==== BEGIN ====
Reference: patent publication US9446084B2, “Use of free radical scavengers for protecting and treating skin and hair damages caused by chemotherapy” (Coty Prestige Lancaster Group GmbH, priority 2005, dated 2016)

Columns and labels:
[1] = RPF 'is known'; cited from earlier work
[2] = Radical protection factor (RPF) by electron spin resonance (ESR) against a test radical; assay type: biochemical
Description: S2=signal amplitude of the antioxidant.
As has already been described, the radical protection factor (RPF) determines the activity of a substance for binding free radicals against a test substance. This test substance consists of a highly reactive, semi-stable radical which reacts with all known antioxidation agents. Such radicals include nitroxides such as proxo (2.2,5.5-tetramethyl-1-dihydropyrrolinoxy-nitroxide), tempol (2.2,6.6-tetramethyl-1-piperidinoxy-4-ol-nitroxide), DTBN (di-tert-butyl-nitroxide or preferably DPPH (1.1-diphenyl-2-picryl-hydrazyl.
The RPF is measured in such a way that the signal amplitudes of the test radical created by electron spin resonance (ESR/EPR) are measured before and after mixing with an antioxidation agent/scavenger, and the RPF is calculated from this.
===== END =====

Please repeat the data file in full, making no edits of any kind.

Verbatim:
Reference: patent publication US9446084B2, “Use of free radical scavengers for protecting and treating skin and hair damages caused by chemotherapy” (Coty Prestige Lancaster Group GmbH, priority 2005, dated 2016)

Columns and labels:
[1] = RPF 'is known'; cited from earlier work
[2] = Radical protection factor (RPF) by electron spin resonance (ESR) against a test radical; assay type: biochemical
Description: S2=signal amplitude of the antioxidant.
As has already been described, the radical protection factor (RPF) determines the activity of a substance for binding free radicals against a test substance. This test substance consists of a highly reactive, semi-stable radical which reacts with all known antioxidation agents. Such radicals include nitroxides such as proxo (2.2,5.5-tetramethyl-1-dihydropyrrolinoxy-nitroxide), tempol (2.2,6.6-tetramethyl-1-piperidinoxy-4-ol-nitroxide), DTBN (di-tert-butyl-nitroxide or preferably DPPH (1.1-diphenyl-2-picryl-hydrazyl.
The RPF is measured in such a way that the signal amplitudes of the test radical created by electron spin resonance (ESR/EPR) are measured before and after mixing with an antioxidation agent/scavenger, and the RPF is calculated from this.